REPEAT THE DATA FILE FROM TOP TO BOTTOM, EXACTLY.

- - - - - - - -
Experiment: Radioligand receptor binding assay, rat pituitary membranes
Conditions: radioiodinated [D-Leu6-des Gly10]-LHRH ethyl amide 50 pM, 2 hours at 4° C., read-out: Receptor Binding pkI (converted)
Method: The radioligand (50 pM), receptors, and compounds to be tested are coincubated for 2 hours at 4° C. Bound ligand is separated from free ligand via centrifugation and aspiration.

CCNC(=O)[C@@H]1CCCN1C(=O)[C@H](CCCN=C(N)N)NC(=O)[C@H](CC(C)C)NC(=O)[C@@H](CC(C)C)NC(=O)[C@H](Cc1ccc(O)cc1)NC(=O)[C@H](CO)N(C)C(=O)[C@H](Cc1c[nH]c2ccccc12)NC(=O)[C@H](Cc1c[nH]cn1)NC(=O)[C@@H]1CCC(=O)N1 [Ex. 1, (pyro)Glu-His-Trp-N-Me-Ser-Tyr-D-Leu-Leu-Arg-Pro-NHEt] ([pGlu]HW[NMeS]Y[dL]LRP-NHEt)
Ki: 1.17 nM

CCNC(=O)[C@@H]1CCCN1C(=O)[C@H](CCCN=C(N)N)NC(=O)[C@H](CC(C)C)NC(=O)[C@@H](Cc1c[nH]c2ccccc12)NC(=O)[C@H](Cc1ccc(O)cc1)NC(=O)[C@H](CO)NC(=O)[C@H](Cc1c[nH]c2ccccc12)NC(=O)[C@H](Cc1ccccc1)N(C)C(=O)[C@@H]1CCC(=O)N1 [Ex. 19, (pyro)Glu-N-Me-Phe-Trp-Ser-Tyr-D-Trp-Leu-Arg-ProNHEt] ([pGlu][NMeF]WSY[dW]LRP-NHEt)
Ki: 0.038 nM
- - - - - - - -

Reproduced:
Experiment: Radioligand receptor binding assay, rat pituitary membranes
Conditions: radioiodinated [D-Leu6-des Gly10]-LHRH ethyl amide 50 pM, 2 hours at 4° C., read-out: Receptor Binding pkI (converted)
Method: The radioligand (50 pM), receptors, and compounds to be tested are coincubated for 2 hours at 4° C. Bound ligand is separated from free ligand via centrifugation and aspiration.

CCNC(=O)[C@@H]1CCCN1C(=O)[C@H](CCCN=C(N)N)NC(=O)[C@H](CC(C)C)NC(=O)[C@@H](CC(C)C)NC(=O)[C@H](Cc1ccc(O)cc1)NC(=O)[C@H](CO)N(C)C(=O)[C@H](Cc1c[nH]c2ccccc12)NC(=O)[C@H](Cc1c[nH]cn1)NC(=O)[C@@H]1CCC(=O)N1 [Ex. 1, (pyro)Glu-His-Trp-N-Me-Ser-Tyr-D-Leu-Leu-Arg-Pro-NHEt] ([pGlu]HW[NMeS]Y[dL]LRP-NHEt)
Ki: 1.17 nM

CCNC(=O)[C@@H]1CCCN1C(=O)[C@H](CCCN=C(N)N)NC(=O)[C@H](CC(C)C)NC(=O)[C@@H](Cc1c[nH]c2ccccc12)NC(=O)[C@H](Cc1ccc(O)cc1)NC(=O)[C@H](CO)NC(=O)[C@H](Cc1c[nH]c2ccccc12)NC(=O)[C@H](Cc1ccccc1)N(C)C(=O)[C@@H]1CCC(=O)N1 [Ex. 19, (pyro)Glu-N-Me-Phe-Trp-Ser-Tyr-D-Trp-Leu-Arg-ProNHEt] ([pGlu][NMeF]WSY[dW]LRP-NHEt)
Ki: 0.038 nM